And because I deleted her comment that was seen as a racist move on my part, even though I did not actually go scope out who she was and what color she was before I deleted the comment. And I feel like if I deleted her comment and she was a person of color that comes off as racist, But if I had gone to her profile and scoped out her profile and seeing that she was a person of color and then made a decision to delete or not delete the comment that that would be equally racist, I feel like. So I’m damned if I do and damned if I don’t. And then the same woman comes, shows up in my comments and DMS, and is like this is costing me emotional labor to have this conversation. And that was when I finally did engage. And I was like, you showed up here voluntarily. I did not ask for you to engage in this conversation with me. You like you are here and I keep deleting your comments and you keep coming back voluntarily. And you’re going to tell me that I’m taking advantage of your emotional labor. No. But I’m saying all that to say that if we were doing what you did with humanizing the badge where we showed up in person, and we were like, Hey, there seems to be some misunderstandings. When I read you saying something like this, here’s how I interpret it. Is that really what you mean? Like that is so much better done. If it can’t be in person at the minimum, it should be done in the DMS. It shouldn’t be like done publicly for everyone to see.

TRISTI: No. I agree. I do not believe in the town square approach to shaming. I don’t think that’s appropriate on any level at all. And I get really frustrated with the concept of I feel like there’s been such and I use this phrase a while ago, but I’m going to use it again but we have successfully. And when I say we, humanity as a whole like we have done a really good job of stripping all of our commonalities away from one another. And we have been like convinced that we’re at war with each other emotionally in some capacity, if we have an opposing view at all about any subject, we are enemies when really the whole concept of culture Is that we are supposed to learn from each other’s dynamics. We don’t want echo chambers. We don’t want people who are exactly like us because we need people who are different than us to encourage us to grow.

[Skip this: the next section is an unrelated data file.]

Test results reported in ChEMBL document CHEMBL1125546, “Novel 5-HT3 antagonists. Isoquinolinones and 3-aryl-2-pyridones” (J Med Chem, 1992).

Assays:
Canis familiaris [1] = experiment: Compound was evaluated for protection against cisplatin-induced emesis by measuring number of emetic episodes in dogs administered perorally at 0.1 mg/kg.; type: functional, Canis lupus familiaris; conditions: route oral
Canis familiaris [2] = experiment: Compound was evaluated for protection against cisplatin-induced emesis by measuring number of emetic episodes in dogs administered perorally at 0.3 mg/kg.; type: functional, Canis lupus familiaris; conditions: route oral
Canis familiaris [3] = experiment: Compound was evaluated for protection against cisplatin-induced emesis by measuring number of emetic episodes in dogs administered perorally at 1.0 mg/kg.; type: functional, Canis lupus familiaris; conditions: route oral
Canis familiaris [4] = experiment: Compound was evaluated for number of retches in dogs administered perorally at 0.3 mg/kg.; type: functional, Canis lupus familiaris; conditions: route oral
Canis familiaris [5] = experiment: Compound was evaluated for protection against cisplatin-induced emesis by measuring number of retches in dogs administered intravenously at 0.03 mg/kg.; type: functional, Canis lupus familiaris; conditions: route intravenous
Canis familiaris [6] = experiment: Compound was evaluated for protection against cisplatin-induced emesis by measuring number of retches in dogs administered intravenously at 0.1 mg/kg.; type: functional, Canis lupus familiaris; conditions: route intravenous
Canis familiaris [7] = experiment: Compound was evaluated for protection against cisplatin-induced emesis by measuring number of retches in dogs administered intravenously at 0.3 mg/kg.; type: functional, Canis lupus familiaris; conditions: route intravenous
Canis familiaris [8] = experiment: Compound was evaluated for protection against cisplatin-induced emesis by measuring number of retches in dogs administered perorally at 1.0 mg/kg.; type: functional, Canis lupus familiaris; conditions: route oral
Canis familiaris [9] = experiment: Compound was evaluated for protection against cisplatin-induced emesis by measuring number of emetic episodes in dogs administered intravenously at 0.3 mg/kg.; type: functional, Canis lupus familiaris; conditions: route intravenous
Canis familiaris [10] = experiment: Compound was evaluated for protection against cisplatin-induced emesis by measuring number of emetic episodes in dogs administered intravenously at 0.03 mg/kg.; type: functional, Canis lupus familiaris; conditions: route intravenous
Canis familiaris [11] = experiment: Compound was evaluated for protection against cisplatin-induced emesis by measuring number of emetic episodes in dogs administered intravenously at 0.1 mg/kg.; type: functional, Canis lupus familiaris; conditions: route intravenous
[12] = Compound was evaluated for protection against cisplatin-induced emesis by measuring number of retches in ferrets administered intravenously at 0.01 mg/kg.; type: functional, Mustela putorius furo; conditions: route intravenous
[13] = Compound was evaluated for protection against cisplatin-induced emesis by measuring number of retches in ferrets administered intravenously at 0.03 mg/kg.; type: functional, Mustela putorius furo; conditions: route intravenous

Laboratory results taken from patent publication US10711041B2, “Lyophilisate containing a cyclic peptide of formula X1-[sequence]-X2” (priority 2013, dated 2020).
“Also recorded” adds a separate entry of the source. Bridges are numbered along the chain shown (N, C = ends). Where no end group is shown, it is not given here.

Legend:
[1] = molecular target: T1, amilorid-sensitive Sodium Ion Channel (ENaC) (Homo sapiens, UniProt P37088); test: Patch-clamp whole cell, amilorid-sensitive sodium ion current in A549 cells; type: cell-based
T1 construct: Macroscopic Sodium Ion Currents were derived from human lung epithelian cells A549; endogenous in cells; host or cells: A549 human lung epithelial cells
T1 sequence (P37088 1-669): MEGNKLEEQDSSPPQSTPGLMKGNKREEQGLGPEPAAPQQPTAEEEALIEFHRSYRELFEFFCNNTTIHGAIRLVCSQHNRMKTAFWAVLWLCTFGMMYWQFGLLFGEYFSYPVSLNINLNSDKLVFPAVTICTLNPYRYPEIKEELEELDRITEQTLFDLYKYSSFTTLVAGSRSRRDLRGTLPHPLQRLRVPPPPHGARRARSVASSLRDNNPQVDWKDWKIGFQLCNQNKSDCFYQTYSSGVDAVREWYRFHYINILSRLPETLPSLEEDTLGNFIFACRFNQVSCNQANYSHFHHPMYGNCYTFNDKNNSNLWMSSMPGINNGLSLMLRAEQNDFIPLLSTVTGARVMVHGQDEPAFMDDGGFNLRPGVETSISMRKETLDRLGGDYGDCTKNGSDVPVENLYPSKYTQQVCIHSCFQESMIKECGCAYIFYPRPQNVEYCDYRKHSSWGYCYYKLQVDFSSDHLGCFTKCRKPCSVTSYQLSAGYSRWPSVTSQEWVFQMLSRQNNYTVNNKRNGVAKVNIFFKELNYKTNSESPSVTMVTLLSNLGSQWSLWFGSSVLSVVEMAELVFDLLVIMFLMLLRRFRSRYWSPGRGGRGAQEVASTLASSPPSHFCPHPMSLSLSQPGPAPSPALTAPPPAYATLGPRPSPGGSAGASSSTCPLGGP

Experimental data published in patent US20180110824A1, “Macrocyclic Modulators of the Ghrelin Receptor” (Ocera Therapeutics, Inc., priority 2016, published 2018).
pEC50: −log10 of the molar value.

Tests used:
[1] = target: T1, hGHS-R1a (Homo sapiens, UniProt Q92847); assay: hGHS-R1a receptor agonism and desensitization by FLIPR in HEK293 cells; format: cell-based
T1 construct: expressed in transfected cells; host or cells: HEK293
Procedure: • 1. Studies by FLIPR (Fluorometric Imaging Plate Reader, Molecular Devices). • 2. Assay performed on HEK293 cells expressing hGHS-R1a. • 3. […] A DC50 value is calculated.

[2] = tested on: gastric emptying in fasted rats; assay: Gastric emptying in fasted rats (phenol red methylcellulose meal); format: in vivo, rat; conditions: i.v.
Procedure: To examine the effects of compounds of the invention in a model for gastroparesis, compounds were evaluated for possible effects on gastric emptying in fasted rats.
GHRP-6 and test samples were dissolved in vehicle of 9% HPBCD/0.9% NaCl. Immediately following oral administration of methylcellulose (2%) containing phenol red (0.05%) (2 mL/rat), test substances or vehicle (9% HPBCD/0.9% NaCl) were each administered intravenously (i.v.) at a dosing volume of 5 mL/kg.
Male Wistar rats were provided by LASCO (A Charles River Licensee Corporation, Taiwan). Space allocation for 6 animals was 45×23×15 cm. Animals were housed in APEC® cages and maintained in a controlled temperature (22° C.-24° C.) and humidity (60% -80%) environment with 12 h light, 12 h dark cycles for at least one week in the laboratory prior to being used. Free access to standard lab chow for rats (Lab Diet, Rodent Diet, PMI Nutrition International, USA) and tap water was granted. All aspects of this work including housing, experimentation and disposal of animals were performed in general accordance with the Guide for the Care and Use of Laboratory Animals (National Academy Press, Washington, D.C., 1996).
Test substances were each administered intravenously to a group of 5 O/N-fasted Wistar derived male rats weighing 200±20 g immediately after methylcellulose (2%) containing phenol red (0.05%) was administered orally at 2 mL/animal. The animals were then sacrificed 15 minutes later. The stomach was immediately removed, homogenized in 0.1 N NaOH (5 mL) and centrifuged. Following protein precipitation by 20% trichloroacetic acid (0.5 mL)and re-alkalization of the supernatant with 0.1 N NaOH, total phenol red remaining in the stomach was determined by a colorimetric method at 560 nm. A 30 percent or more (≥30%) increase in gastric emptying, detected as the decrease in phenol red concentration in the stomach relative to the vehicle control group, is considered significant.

And so when we’re begging people to be the same, we’re stripping people away from all of their unique qualities that make us a diverse culture. And the coolest thing about America is the diversity. And instead of us capitalizing on how great that diversity is, we are using it to weaponize it. And it’s just, it’s tragic to watch. And I hate it with a passion because it just, it causes so, so much conflict. And, I saw a post the other day where. You had the best of intentions. I remember that post, all your posts said really was like, Hey, if you want to enjoy the holidays, maybe don’t talk about politics and religion. That was the simplicity, bare bones of your posts. And that got turned into something that it wasn’t at all. And it took away from what you were saying, and it took something good and positive and turned it into something negative. And so I was on another friend’s page the other day, she called me and she was in tears because she had become a product of cancel culture. And she had made a comment that was opposite of what the original posters beliefs were. And it was about COVID. And that is just such a war zone to walk into in the first place. But you gotta be ready for battle if you want to have an internet conversation about COVID. And there was a guy on there that we really quick witted and very sharp. And I could tell by the way that he communicated that he was intelligent Because the people who are capable of writing out insults where they actually sting online they’re pretty intelligent human beings.